Mystery of dead man who stole boy's identity goes unsolved

Published: Nov. 15, 2004 at 2:35 PM EST|Updated: Nov. 15, 2004 at 2:36 PM EST
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EASTLAKE, Ohio - The identity of a man who stole the name of an 8-year-old Texas boy about 25 years ago is likely to remain a mystery.

A Lake County Probate Court judge has ruled that investigators exhausted all efforts in finding out the true name of the man who committed suicide in August 2002.

The man had been living in Eastlake under the name Joseph Newton Chandler III since 1978. He left behind $80,000 in assets, but virtually no credible clues leading to heirs. The money will be turned over to the state next year.

"We probably had 50 or more contacts from Canada to Florida, from Texas to D.C.," said Lt. Tom Doyle, a police detective in this town about 10 miles east of Cleveland. "There were a lot of people out there still clutching hope that they would find their brother, or their father or whoever."

Doyle said the man took on the alias by using a copy of the boy's birth certificate to gain a Social Security card from an office in South Dakota.

The real Joseph Newton Chandler III was killed with his parents in a 1945 car accident in Texas, records show.

Because the boy never received a Social Security card, commonly issued only to adults then, the impostor was able to easily assume the identity of a person who had no surviving close relatives, officials said.

"This guy knew what he was doing," said attorney Jim O'Leary, who represented the executor of the man's estate in the probate proceedings. "You've got to wonder, what terrible thing exactly would you be running from to go to this kind of trouble to conceal your past?"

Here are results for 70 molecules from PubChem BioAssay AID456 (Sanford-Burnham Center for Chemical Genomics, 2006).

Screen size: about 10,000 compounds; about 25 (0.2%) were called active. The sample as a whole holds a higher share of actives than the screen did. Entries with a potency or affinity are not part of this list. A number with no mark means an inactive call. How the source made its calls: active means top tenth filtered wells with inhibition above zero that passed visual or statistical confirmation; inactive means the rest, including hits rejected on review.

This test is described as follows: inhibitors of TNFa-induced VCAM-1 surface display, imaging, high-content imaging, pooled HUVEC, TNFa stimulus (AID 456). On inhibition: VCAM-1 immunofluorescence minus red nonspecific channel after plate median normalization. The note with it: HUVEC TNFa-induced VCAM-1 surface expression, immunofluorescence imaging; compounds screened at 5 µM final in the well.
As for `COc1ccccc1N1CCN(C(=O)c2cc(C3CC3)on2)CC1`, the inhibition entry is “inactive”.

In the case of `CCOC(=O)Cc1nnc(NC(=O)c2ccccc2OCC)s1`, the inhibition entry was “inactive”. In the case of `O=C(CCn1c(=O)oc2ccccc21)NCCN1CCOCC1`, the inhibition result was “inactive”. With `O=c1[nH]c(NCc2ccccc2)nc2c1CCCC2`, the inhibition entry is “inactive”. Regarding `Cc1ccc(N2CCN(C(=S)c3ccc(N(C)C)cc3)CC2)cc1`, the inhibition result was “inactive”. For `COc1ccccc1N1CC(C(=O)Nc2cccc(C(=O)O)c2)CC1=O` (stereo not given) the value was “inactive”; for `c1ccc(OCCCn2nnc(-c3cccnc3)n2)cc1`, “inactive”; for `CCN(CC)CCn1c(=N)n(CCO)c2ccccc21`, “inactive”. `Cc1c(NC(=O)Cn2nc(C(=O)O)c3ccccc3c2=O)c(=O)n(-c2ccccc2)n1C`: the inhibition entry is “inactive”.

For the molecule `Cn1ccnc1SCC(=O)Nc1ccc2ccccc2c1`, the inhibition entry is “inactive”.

Doyle said leads on the case all but dried up in the last year.

Soon after reports of the fake Joseph Newton Chandler were published two years ago, callers offered dozens of suggestions of his true identity.

Others made less plausible suggestions, including that it was Jim Morrison of The Doors, who died of a drug overdose in 1971 at age 27, but who many conspiracy theorists believe still lives.

Some suggested it was D.B. Cooper, the hijacker last seen in 1971 as he parachuted with a backpack full of money out of the back end of an airliner over the Pacific Northwest.

Probes by private investigators hired by the court with estate funds turned up no useful information.

The man's secret past stunned those around him.

"I never had any idea, but we really didn't talk about personal things," said Mike Onderisin, the executor of the man's estate who worked with him at Lubrizol Corp. for nearly 12 years. "I certainly wouldn't have gone for the idea of being executor if I had known all of that."

Onderisin held a small memorial service for the man he knew as Joseph Chandler this fall, interring his remains in a columbarium at Riverside Cemetery in Painesville Township.

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